On the other hand, the poetry of travel, of true ``rotation,'' is not dependent on going away. The fine Hungarian poet Dezso Tandori shares his Budapest home with nine sparrows. The birds keep the everyday from becoming drab! Enjoying Birds and Other Relations (Princeton University Press, Princeton, N. J. 153 pp. $26, cloth. $9.50, paper) opens windows on how to travel without leaving home.

The epigraph of ``The Very Same City'' alerts us to the theme: ``He plays that he is a visitor in a foreign city.'' As often in Tandori's poems, here strangeness and familiarity hold a rapt conversation and keep interrupting each other, and yet, in the 74 long lines, there are only four full stops! The speaker, named anagramatically ``Tradoni,'' leaves home with shopping bags full of bread, scattering them for birds at several points, crosses the Danube to buy a ``foreign'' pizza, and returns. The poem ends with him taking a nap, one of his sparrows sleeping on his back.

And the absolute? ``...while he's sleeping the bird changes her/ position, he realizes it elsewhere, but through thought only, not/ by squeezing, that would kill her/ he must know only through thought/ and he walks that out in the city, crosses, awaits the possibility....''

``Birds and Other Relations'' is finely printed and bound, and should make many friends for the Hungarian master stay-at-home-traveler-poet.

THE compendious new Oxford Book of Travel Verse (Oxford University Press, New York, 423 pp., $21.95) is full of finds. There's the ``modest glory'' of a lighthouse in Maine (Derek Mahon), the ``rosy immanence'' of the redwood trees in Muir Woods, Calif. (Thom Gunn), and ``faces/ Less tame than tigers'' in Berlin (C.H. Sisson).

Gerda Mayer, born in Czechoslovakia in 1927, salutes the emergence of ``reality'' in some crumbling pagan statuary. Her poem is a history of a place - a park - a history of a people and, in ways, of modern Europe.

We recognize the quality of light from Ickovic's photographs. Like them, the poem elicits a sense of time from the place, a sense of duration, of generations. The photographer can only ``catch'' historical change, the poet can name it. Mayer shows the shift from the gay and decorous and open air concerns and coffee topped with a dollop of cream, through the ``crooked time,'' to the present, a ``time of unyielding ideals.''

Now the ``egalitarian'' walk in this park, ``but without conviction.'' They feel out of place. The park has become a place of epiphany, the emergence from crude stone of nymphs and satyrs.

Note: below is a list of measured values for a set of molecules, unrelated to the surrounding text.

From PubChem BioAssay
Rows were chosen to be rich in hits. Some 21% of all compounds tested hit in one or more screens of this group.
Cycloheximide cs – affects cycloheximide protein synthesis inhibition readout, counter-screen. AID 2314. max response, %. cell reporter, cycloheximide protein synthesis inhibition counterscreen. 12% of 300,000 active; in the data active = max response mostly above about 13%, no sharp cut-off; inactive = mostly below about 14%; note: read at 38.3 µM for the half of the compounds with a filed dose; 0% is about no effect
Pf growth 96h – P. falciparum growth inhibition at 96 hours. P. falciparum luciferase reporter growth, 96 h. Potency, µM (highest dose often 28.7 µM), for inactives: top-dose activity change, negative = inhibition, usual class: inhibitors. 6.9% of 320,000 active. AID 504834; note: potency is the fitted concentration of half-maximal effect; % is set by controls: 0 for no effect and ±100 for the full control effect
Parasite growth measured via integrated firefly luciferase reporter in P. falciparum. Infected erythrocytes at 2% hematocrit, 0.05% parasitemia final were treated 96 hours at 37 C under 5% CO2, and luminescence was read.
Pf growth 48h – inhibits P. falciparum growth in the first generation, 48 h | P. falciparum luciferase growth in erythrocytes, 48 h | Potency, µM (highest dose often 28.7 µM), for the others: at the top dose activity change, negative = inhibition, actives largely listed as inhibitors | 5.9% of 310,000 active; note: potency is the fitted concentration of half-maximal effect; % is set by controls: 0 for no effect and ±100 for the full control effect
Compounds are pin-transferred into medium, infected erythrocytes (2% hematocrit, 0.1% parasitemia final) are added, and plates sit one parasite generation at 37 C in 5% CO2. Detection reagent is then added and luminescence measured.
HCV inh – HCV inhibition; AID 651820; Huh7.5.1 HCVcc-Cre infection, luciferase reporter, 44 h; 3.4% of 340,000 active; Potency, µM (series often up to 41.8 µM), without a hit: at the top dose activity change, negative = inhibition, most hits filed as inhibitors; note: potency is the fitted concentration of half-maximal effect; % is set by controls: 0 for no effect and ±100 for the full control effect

And it's progress, of a sort. Modern socialist man is being jostled by outmoded antique gods!

Photographer and poet catch the impersonal moment of revelation. To see images as ``beyond interpretation'' is to savor the fullness of Gerda Mayer's art. Her traveler grasps the moment as a voice. She interprets: Her poem is history, and wiser than history. The stone nymphs and satyrs speak, though in language we have yet to understand.

Paul Ickovic, Dezso Tandori, and Gerda Mayer each show us how to get the most out of travelling. Or put it this way: They are important to us because they help redefine for our times the notion of homo viator, man the wayfarer, and by doing so, make us feel a little more at home - but not too much - in this sometimes vertiginous world.

Small Park in East Germany: 1969 By Gerda Mayer Crumbling and weathered, their features half-erased, they stand gracefully in these gardens under the quiet sun, satyrs and goddesses, some in niches of leaves; now they're returning to stone, they are more real than when - what ages ago? - they were wheeled in and put up, looking too white and too newly chiselled. Once all was gay and decorous; children white-beribboned and sailor-suited drove their hoops before them, the white whipped cream topped aromatic coffee, and the band played in the open air to the prosperous and the bourgeois. The band is silent, the caf'e locked up, the too prosperous have departed. And departed too is that later and crooked time that fouled Germany's air. Now is the time of unyielding ideals; the egalitarian walk here but without conviction and feel out of place. But whose place was it ever? The happy complacent once owned it perhaps but in a different way; then came the blackly hysterical, then the quietly out-of-sorts. It seems to belong to itself and is growing towards Arcadia; a half-forgotten garden full of dense leaves and sun, and nymphs and satyrs breaking from weathered stone.